the sports section

How Darrelle Revis Bets on Himself and Wins

Darrelle Revis is returning to the New York Jets. Photo: Boston Globe/Getty Images

In New York, the jubilation is palpable after prodigal son Darrelle Revis agreed to return to the Jets after yearlong stints with the Tampa Bay Buccaneers and New England Patriots. He didn’t come cheap, though, as the contract is reported to be worth up to $70 million over five years. Like most NFL contracts, it’s a slightly deceptive figure, because only $39 million is guaranteed, $33 million of which pays out in the next two years, after which Revis will likely negotiate a new contract or join a different team, but it still makes him the league’s highest-paid cornerback.

It’s a familiar pattern for Revis, who’s proven adept at negotiating big paydays. Not including that $33 million, he has earned just north of $85 million during his NFL career so far, making him the 22nd-highest-earning player in league history and the sixth-highest-earning defensive player. If he did play out his latest contract with the Jets in full, he’d end up with over $150 million, which might make him the highest-paid defensive player ever. Though Revis’s talent is undoubtedly the primary reason for his earnings, he’s also aggressively gambled on himself by refusing safer long-term contracts in favor of the biggest possible short-term payday. It’s a risk that more sports stars are taking.

Unsatisfied with his rookie deal after three years, Revis demanded to renegotiate in 2010, refusing to play until the Jets offered a then-staggering $32.5 million guaranteed contract over two years. In 2012, he tore his ACL, a major injury that some players never fully recover from. The Jets then traded him to the Tampa Bay Buccaneers for draft picks. On a new team, in a new defensive scheme, and coming off a significant injury, Revis had every reason to settle for a safer contract worth plenty in guarantees. Instead, he did the opposite, negotiating a six-year $96 million contract with no guaranteed money. If he continued to play like a top player, he’d be paid for it, and if he didn’t, there was no safety net. He did play well and cashed in for a year, but when a new regime came into Tampa, it frowned upon the expensive contract and let him go. Revis then signed another short-term deal worth $12 million with the Patriots, won a Super Bowl, and hit the market yet again to sign this latest blockbuster — his third huge contract in as many years.

Revis is not alone in assuming more risk for a potential windfall: Wide receiver Jeremy Maclin also opted for a short deal with the Philadelphia Eagles, even when a longer, more lucrative one was offered, in order to prove his worth coming off of a torn ACL. Like Revis, he played well and got his money this off-season, reuniting with his old coach in Kansas City. Baltimore Ravens quarterback Joe Flacco, who was loudly mocked in 2012 for mentioning that he considered himself a top passer, turned down a long-term offer from the Ravens with one year left on his rookie contract in favor of playing out his deal. He promptly led the Ravens to the Super Bowl, and they rewarded him with one of the largest contracts in professional sports history. In the NBA, LeBron James built opportunities to opt out of his four-year contract with Miami, affording himself flexibility, and recently opted for just a two-year contract upon returning to Cleveland in order to take advantage of the NBA’s huge impending salary cap expansion. Even younger NBA players like K.J. McDaniels of the Houston Rockets, frustrated at a lack of negotiating leverage, are starting to take similar risks, forgoing guaranteed money to have more control over where they might spend their prime.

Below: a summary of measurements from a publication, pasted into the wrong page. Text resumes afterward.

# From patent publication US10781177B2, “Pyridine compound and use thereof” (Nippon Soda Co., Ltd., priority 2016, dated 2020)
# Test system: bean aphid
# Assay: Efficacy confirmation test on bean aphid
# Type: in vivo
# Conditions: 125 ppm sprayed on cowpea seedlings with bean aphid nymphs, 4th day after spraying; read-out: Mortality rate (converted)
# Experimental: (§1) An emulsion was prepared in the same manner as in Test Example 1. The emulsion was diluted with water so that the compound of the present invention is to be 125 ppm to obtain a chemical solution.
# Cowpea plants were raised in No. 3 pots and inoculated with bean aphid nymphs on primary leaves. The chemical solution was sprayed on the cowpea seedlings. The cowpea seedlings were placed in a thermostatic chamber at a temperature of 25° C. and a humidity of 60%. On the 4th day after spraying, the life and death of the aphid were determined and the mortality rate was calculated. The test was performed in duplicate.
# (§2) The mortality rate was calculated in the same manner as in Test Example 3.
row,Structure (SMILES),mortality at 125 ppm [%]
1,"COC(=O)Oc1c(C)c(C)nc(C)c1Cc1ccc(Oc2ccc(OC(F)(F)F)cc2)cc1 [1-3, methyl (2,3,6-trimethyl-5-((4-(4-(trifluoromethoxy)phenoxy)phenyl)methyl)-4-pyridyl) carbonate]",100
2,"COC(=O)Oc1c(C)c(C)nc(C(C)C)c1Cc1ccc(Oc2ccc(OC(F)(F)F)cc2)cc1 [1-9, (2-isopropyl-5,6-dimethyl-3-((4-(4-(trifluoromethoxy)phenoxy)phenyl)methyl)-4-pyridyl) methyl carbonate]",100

Of course, gamblers don’t always win. In 2012, talented NFL defensive end Cliff Avril turned down a $20 million guaranteed contract from the Detroit Lions, and when his play regressed next season, he only commanded a fraction of that on the open market. Quarterback Josh Freeman, like Flacco, played out the final year of his rookie contract with Tampa Bay in 2013, getting benched and cut in the process. Surely he would have liked to have cashed in on his occasional brilliance as a Buccaneer.

That’s why this trend is likely to remain mostly limited to the true superstars in any sport, who can more reliably bank on a longer career and a stable of willing buyers. Even if LeBron suffers an ACL injury in the next year, any team in the NBA would still give him a max contract before he returns. Revis, turning 30 this off-season, may have negotiated his last major payday. Only time will tell if he can once again live up to such a large salary, but it might not be smart to bet against him. He never has.